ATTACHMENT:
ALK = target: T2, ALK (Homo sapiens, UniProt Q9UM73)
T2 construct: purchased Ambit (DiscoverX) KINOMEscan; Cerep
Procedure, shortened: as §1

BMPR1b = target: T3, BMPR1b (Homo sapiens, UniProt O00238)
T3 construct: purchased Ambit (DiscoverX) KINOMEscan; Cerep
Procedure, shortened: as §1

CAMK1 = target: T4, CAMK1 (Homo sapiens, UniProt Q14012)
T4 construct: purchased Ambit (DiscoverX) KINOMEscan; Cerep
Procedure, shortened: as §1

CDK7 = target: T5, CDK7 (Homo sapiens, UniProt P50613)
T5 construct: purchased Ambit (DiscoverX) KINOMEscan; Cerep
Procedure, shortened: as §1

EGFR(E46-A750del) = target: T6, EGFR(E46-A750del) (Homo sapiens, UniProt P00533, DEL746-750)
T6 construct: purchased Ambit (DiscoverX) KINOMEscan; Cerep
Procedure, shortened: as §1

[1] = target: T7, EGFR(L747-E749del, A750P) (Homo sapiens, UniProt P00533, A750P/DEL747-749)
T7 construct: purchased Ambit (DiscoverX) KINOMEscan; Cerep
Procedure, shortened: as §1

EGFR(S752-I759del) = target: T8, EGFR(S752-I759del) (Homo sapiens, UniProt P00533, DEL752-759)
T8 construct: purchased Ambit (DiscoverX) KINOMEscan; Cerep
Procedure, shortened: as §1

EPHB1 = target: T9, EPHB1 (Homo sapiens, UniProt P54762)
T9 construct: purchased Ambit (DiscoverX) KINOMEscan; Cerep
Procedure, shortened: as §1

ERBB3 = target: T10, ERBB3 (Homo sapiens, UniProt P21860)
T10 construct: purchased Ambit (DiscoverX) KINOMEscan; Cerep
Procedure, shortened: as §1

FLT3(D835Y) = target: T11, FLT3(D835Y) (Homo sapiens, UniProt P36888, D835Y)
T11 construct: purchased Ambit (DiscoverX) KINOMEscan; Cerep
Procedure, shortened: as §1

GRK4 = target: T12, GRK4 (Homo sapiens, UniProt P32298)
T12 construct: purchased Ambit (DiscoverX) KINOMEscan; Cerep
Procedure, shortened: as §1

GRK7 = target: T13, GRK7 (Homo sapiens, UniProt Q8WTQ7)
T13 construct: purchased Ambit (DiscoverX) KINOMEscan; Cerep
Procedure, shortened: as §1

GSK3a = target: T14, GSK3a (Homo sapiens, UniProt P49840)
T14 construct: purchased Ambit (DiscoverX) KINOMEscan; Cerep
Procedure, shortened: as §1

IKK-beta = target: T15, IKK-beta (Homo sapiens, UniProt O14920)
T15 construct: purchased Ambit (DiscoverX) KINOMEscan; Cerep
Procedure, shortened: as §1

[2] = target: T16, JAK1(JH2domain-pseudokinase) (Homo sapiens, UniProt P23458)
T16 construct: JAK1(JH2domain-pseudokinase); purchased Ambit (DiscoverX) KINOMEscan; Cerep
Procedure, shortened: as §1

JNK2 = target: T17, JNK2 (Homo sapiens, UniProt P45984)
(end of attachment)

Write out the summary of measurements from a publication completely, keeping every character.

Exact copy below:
ALK = target: T2, ALK (Homo sapiens, UniProt Q9UM73)
T2 construct: purchased Ambit (DiscoverX) KINOMEscan; Cerep
Procedure, shortened: as §1

BMPR1b = target: T3, BMPR1b (Homo sapiens, UniProt O00238)
T3 construct: purchased Ambit (DiscoverX) KINOMEscan; Cerep
Procedure, shortened: as §1

CAMK1 = target: T4, CAMK1 (Homo sapiens, UniProt Q14012)
T4 construct: purchased Ambit (DiscoverX) KINOMEscan; Cerep
Procedure, shortened: as §1

CDK7 = target: T5, CDK7 (Homo sapiens, UniProt P50613)
T5 construct: purchased Ambit (DiscoverX) KINOMEscan; Cerep
Procedure, shortened: as §1

EGFR(E46-A750del) = target: T6, EGFR(E46-A750del) (Homo sapiens, UniProt P00533, DEL746-750)
T6 construct: purchased Ambit (DiscoverX) KINOMEscan; Cerep
Procedure, shortened: as §1

[1] = target: T7, EGFR(L747-E749del, A750P) (Homo sapiens, UniProt P00533, A750P/DEL747-749)
T7 construct: purchased Ambit (DiscoverX) KINOMEscan; Cerep
Procedure, shortened: as §1

EGFR(S752-I759del) = target: T8, EGFR(S752-I759del) (Homo sapiens, UniProt P00533, DEL752-759)
T8 construct: purchased Ambit (DiscoverX) KINOMEscan; Cerep
Procedure, shortened: as §1

EPHB1 = target: T9, EPHB1 (Homo sapiens, UniProt P54762)
T9 construct: purchased Ambit (DiscoverX) KINOMEscan; Cerep
Procedure, shortened: as §1

ERBB3 = target: T10, ERBB3 (Homo sapiens, UniProt P21860)
T10 construct: purchased Ambit (DiscoverX) KINOMEscan; Cerep
Procedure, shortened: as §1

FLT3(D835Y) = target: T11, FLT3(D835Y) (Homo sapiens, UniProt P36888, D835Y)
T11 construct: purchased Ambit (DiscoverX) KINOMEscan; Cerep
Procedure, shortened: as §1

GRK4 = target: T12, GRK4 (Homo sapiens, UniProt P32298)
T12 construct: purchased Ambit (DiscoverX) KINOMEscan; Cerep
Procedure, shortened: as §1

GRK7 = target: T13, GRK7 (Homo sapiens, UniProt Q8WTQ7)
T13 construct: purchased Ambit (DiscoverX) KINOMEscan; Cerep
Procedure, shortened: as §1

GSK3a = target: T14, GSK3a (Homo sapiens, UniProt P49840)
T14 construct: purchased Ambit (DiscoverX) KINOMEscan; Cerep
Procedure, shortened: as §1

IKK-beta = target: T15, IKK-beta (Homo sapiens, UniProt O14920)
T15 construct: purchased Ambit (DiscoverX) KINOMEscan; Cerep
Procedure, shortened: as §1

[2] = target: T16, JAK1(JH2domain-pseudokinase) (Homo sapiens, UniProt P23458)
T16 construct: JAK1(JH2domain-pseudokinase); purchased Ambit (DiscoverX) KINOMEscan; Cerep
Procedure, shortened: as §1

JNK2 = target: T17, JNK2 (Homo sapiens, UniProt P45984)